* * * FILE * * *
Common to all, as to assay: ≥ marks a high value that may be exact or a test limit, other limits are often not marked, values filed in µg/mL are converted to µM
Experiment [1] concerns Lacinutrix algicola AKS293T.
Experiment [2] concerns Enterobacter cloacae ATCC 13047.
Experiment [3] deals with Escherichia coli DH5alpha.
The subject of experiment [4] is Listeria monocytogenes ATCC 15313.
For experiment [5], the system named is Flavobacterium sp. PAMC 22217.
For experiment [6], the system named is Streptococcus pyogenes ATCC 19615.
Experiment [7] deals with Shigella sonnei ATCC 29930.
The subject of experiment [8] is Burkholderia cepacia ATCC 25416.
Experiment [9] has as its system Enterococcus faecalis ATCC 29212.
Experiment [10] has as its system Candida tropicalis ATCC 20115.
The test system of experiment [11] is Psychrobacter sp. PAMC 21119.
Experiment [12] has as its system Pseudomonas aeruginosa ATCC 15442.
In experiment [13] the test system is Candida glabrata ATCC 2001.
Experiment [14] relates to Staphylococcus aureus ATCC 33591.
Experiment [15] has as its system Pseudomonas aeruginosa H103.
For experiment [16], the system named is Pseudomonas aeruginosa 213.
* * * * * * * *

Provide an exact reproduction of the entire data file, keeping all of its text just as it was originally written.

Common to all, as to assay: ≥ marks a high value that may be exact or a test limit, other limits are often not marked, values filed in µg/mL are converted to µM
Experiment [1] concerns Lacinutrix algicola AKS293T.
Experiment [2] concerns Enterobacter cloacae ATCC 13047.
Experiment [3] deals with Escherichia coli DH5alpha.
The subject of experiment [4] is Listeria monocytogenes ATCC 15313.
For experiment [5], the system named is Flavobacterium sp. PAMC 22217.
For experiment [6], the system named is Streptococcus pyogenes ATCC 19615.
Experiment [7] deals with Shigella sonnei ATCC 29930.
The subject of experiment [8] is Burkholderia cepacia ATCC 25416.
Experiment [9] has as its system Enterococcus faecalis ATCC 29212.
Experiment [10] has as its system Candida tropicalis ATCC 20115.
The test system of experiment [11] is Psychrobacter sp. PAMC 21119.
Experiment [12] has as its system Pseudomonas aeruginosa ATCC 15442.
In experiment [13] the test system is Candida glabrata ATCC 2001.
Experiment [14] relates to Staphylococcus aureus ATCC 33591.
Experiment [15] has as its system Pseudomonas aeruginosa H103.
For experiment [16], the system named is Pseudomonas aeruginosa 213.